How’s the big final scene? Very interesting. Lear chooses to carry Cordelia on his back for much of it – right up to “Stay a little” (a line which they actually appear to have cut). It’s almost as if he’s so far gone at this point he forgets that he’s even got her physical body with him. There is no looking glass or feather, he imagines all of that.

Honestly I could write twice this amount and still find details I feel like I’m missing. I watched the whole thing, and then as I wrote this I went back through and paid closer attention to some key scenes.  I also did my “speed reading” trick, leaving closed captions on so I had the text right there in front of me.

At the end of it all this is almost a one-man show.  The other actors do an admirable job, but all of it is just there to move Lear’s story along. There’s not much direction to speak of beyond when and how to move the camera. As I mentioned there’s nothing additional added that’s not in Shakespeare’s text (something we’ll discuss in an upcoming post regarding the Anthony Hopkins version). That makes for a particular type of movie.  Would I invite family and friends to sit down and watch this? Would we have gone to see it in a theatre?  No. But as a student and admirer of Shakespeare will I go back over this multiple times, paying close attention to the performance of individual characters? Absolutely. I already have.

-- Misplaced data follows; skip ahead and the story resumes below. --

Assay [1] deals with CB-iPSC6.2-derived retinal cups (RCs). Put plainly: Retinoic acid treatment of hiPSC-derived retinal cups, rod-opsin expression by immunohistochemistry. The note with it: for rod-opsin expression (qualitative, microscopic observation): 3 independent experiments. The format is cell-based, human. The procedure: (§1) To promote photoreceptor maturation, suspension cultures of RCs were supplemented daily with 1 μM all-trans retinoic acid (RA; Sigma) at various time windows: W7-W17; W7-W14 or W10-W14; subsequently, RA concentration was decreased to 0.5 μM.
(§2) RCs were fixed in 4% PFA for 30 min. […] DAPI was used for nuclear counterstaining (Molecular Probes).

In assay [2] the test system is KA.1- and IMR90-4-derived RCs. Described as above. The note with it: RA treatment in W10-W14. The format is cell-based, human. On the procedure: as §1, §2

The full movie is available on Amazon Prime.  It is also available to stream On Demand from Vimeo as a 12-part series.

Alexander Barnett is a highly acclaimed American theatre and film actor, director and writer.  He founded Classic Theatre International and toured Europe for 18 years with the greatest Shakespearean tragedies and American classics.  Returning to the States, he wrote and directed his first screenplay, The Eyes of Van Gogh.  He is currently writing a new screenplay.